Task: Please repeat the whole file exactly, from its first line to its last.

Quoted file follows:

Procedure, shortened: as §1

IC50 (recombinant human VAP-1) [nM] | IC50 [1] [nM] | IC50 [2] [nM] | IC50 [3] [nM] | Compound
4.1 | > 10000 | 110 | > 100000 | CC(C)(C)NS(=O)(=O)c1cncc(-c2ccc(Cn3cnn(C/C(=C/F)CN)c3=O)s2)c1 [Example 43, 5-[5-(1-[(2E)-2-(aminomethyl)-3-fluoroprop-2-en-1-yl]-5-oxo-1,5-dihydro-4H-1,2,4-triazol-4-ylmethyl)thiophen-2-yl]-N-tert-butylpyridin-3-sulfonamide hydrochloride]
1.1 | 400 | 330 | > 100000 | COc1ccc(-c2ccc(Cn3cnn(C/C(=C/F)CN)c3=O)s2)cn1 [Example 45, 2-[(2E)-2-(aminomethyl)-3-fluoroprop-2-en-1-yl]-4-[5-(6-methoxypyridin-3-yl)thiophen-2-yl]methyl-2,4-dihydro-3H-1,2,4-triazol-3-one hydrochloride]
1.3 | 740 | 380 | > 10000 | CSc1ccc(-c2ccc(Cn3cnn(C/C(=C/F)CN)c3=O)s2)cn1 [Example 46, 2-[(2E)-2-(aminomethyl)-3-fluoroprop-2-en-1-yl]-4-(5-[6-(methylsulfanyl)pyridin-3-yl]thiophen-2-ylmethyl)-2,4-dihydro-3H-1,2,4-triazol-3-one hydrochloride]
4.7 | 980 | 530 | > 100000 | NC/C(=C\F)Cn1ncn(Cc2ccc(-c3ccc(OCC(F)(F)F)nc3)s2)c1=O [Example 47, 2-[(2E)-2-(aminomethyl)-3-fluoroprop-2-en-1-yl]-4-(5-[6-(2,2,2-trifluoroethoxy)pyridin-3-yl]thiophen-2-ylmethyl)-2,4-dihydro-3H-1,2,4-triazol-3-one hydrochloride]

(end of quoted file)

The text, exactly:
Procedure, shortened: as §1

IC50 (recombinant human VAP-1) [nM] | IC50 [1] [nM] | IC50 [2] [nM] | IC50 [3] [nM] | Compound
4.1 | > 10000 | 110 | > 100000 | CC(C)(C)NS(=O)(=O)c1cncc(-c2ccc(Cn3cnn(C/C(=C/F)CN)c3=O)s2)c1 [Example 43, 5-[5-(1-[(2E)-2-(aminomethyl)-3-fluoroprop-2-en-1-yl]-5-oxo-1,5-dihydro-4H-1,2,4-triazol-4-ylmethyl)thiophen-2-yl]-N-tert-butylpyridin-3-sulfonamide hydrochloride]
1.1 | 400 | 330 | > 100000 | COc1ccc(-c2ccc(Cn3cnn(C/C(=C/F)CN)c3=O)s2)cn1 [Example 45, 2-[(2E)-2-(aminomethyl)-3-fluoroprop-2-en-1-yl]-4-[5-(6-methoxypyridin-3-yl)thiophen-2-yl]methyl-2,4-dihydro-3H-1,2,4-triazol-3-one hydrochloride]
1.3 | 740 | 380 | > 10000 | CSc1ccc(-c2ccc(Cn3cnn(C/C(=C/F)CN)c3=O)s2)cn1 [Example 46, 2-[(2E)-2-(aminomethyl)-3-fluoroprop-2-en-1-yl]-4-(5-[6-(methylsulfanyl)pyridin-3-yl]thiophen-2-ylmethyl)-2,4-dihydro-3H-1,2,4-triazol-3-one hydrochloride]
4.7 | 980 | 530 | > 100000 | NC/C(=C\F)Cn1ncn(Cc2ccc(-c3ccc(OCC(F)(F)F)nc3)s2)c1=O [Example 47, 2-[(2E)-2-(aminomethyl)-3-fluoroprop-2-en-1-yl]-4-(5-[6-(2,2,2-trifluoroethoxy)pyridin-3-yl]thiophen-2-ylmethyl)-2,4-dihydro-3H-1,2,4-triazol-3-one hydrochloride]